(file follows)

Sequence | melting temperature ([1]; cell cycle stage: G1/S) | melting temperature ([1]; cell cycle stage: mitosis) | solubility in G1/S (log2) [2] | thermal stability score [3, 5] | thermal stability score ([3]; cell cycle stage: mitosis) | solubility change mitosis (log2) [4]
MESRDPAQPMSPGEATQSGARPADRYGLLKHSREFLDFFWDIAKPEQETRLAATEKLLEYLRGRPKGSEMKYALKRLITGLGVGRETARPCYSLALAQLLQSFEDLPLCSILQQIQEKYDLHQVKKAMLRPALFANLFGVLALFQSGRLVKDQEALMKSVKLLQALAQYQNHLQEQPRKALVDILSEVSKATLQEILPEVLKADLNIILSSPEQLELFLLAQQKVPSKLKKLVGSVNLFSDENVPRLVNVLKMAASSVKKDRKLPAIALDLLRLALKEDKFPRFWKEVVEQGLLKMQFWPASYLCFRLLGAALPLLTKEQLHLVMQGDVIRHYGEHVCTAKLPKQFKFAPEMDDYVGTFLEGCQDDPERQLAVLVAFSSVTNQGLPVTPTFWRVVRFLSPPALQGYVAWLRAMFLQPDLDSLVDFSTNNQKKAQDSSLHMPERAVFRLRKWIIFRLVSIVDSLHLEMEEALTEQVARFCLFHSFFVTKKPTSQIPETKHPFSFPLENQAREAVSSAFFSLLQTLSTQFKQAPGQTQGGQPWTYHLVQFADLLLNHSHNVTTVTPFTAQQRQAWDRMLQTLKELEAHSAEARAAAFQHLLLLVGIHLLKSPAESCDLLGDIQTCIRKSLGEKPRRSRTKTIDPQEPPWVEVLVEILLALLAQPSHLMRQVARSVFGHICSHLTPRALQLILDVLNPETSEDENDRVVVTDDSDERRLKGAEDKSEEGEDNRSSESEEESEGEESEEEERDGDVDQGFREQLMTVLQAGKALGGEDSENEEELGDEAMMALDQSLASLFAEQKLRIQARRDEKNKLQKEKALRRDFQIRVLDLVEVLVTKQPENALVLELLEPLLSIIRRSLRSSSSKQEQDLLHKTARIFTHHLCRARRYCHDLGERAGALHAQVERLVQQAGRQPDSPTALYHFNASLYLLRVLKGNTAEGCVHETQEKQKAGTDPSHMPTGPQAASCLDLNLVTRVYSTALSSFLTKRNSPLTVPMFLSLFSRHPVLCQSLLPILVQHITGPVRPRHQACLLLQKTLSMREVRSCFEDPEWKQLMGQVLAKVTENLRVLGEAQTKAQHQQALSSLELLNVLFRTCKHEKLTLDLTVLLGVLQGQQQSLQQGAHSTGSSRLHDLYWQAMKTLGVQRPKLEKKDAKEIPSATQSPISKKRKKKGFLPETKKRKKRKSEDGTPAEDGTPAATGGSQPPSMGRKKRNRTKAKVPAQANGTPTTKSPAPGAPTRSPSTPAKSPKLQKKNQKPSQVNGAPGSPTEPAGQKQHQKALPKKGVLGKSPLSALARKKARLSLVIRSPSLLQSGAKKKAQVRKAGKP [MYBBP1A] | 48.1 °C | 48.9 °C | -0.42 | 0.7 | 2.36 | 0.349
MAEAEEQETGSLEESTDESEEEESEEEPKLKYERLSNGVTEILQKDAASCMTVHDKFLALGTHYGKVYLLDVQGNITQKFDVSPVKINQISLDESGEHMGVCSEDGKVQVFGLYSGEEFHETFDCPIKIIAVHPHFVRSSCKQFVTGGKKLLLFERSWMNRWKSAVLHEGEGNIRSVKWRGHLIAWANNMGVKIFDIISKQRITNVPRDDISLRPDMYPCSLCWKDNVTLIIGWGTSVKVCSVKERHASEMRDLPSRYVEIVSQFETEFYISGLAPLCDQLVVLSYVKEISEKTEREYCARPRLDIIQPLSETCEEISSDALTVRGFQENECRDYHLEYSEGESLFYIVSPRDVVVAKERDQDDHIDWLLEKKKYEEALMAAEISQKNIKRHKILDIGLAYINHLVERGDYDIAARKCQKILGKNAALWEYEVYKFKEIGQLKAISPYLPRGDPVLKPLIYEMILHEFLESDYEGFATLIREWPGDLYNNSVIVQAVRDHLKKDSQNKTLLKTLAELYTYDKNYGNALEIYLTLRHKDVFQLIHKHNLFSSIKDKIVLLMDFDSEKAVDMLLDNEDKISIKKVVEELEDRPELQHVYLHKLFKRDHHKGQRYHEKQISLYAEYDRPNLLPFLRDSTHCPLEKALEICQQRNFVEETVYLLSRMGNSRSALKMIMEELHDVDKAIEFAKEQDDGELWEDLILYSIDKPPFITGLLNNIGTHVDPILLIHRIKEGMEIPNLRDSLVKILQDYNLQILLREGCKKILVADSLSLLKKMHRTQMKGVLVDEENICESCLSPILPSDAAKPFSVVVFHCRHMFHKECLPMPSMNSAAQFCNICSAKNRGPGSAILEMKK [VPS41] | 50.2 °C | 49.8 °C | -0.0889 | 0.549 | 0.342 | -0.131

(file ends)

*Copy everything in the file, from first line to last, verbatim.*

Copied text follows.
Sequence | melting temperature ([1]; cell cycle stage: G1/S) | melting temperature ([1]; cell cycle stage: mitosis) | solubility in G1/S (log2) [2] | thermal stability score [3, 5] | thermal stability score ([3]; cell cycle stage: mitosis) | solubility change mitosis (log2) [4]
MESRDPAQPMSPGEATQSGARPADRYGLLKHSREFLDFFWDIAKPEQETRLAATEKLLEYLRGRPKGSEMKYALKRLITGLGVGRETARPCYSLALAQLLQSFEDLPLCSILQQIQEKYDLHQVKKAMLRPALFANLFGVLALFQSGRLVKDQEALMKSVKLLQALAQYQNHLQEQPRKALVDILSEVSKATLQEILPEVLKADLNIILSSPEQLELFLLAQQKVPSKLKKLVGSVNLFSDENVPRLVNVLKMAASSVKKDRKLPAIALDLLRLALKEDKFPRFWKEVVEQGLLKMQFWPASYLCFRLLGAALPLLTKEQLHLVMQGDVIRHYGEHVCTAKLPKQFKFAPEMDDYVGTFLEGCQDDPERQLAVLVAFSSVTNQGLPVTPTFWRVVRFLSPPALQGYVAWLRAMFLQPDLDSLVDFSTNNQKKAQDSSLHMPERAVFRLRKWIIFRLVSIVDSLHLEMEEALTEQVARFCLFHSFFVTKKPTSQIPETKHPFSFPLENQAREAVSSAFFSLLQTLSTQFKQAPGQTQGGQPWTYHLVQFADLLLNHSHNVTTVTPFTAQQRQAWDRMLQTLKELEAHSAEARAAAFQHLLLLVGIHLLKSPAESCDLLGDIQTCIRKSLGEKPRRSRTKTIDPQEPPWVEVLVEILLALLAQPSHLMRQVARSVFGHICSHLTPRALQLILDVLNPETSEDENDRVVVTDDSDERRLKGAEDKSEEGEDNRSSESEEESEGEESEEEERDGDVDQGFREQLMTVLQAGKALGGEDSENEEELGDEAMMALDQSLASLFAEQKLRIQARRDEKNKLQKEKALRRDFQIRVLDLVEVLVTKQPENALVLELLEPLLSIIRRSLRSSSSKQEQDLLHKTARIFTHHLCRARRYCHDLGERAGALHAQVERLVQQAGRQPDSPTALYHFNASLYLLRVLKGNTAEGCVHETQEKQKAGTDPSHMPTGPQAASCLDLNLVTRVYSTALSSFLTKRNSPLTVPMFLSLFSRHPVLCQSLLPILVQHITGPVRPRHQACLLLQKTLSMREVRSCFEDPEWKQLMGQVLAKVTENLRVLGEAQTKAQHQQALSSLELLNVLFRTCKHEKLTLDLTVLLGVLQGQQQSLQQGAHSTGSSRLHDLYWQAMKTLGVQRPKLEKKDAKEIPSATQSPISKKRKKKGFLPETKKRKKRKSEDGTPAEDGTPAATGGSQPPSMGRKKRNRTKAKVPAQANGTPTTKSPAPGAPTRSPSTPAKSPKLQKKNQKPSQVNGAPGSPTEPAGQKQHQKALPKKGVLGKSPLSALARKKARLSLVIRSPSLLQSGAKKKAQVRKAGKP [MYBBP1A] | 48.1 °C | 48.9 °C | -0.42 | 0.7 | 2.36 | 0.349
MAEAEEQETGSLEESTDESEEEESEEEPKLKYERLSNGVTEILQKDAASCMTVHDKFLALGTHYGKVYLLDVQGNITQKFDVSPVKINQISLDESGEHMGVCSEDGKVQVFGLYSGEEFHETFDCPIKIIAVHPHFVRSSCKQFVTGGKKLLLFERSWMNRWKSAVLHEGEGNIRSVKWRGHLIAWANNMGVKIFDIISKQRITNVPRDDISLRPDMYPCSLCWKDNVTLIIGWGTSVKVCSVKERHASEMRDLPSRYVEIVSQFETEFYISGLAPLCDQLVVLSYVKEISEKTEREYCARPRLDIIQPLSETCEEISSDALTVRGFQENECRDYHLEYSEGESLFYIVSPRDVVVAKERDQDDHIDWLLEKKKYEEALMAAEISQKNIKRHKILDIGLAYINHLVERGDYDIAARKCQKILGKNAALWEYEVYKFKEIGQLKAISPYLPRGDPVLKPLIYEMILHEFLESDYEGFATLIREWPGDLYNNSVIVQAVRDHLKKDSQNKTLLKTLAELYTYDKNYGNALEIYLTLRHKDVFQLIHKHNLFSSIKDKIVLLMDFDSEKAVDMLLDNEDKISIKKVVEELEDRPELQHVYLHKLFKRDHHKGQRYHEKQISLYAEYDRPNLLPFLRDSTHCPLEKALEICQQRNFVEETVYLLSRMGNSRSALKMIMEELHDVDKAIEFAKEQDDGELWEDLILYSIDKPPFITGLLNNIGTHVDPILLIHRIKEGMEIPNLRDSLVKILQDYNLQILLREGCKKILVADSLSLLKKMHRTQMKGVLVDEENICESCLSPILPSDAAKPFSVVVFHCRHMFHKECLPMPSMNSAAQFCNICSAKNRGPGSAILEMKK [VPS41] | 50.2 °C | 49.8 °C | -0.0889 | 0.549 | 0.342 | -0.131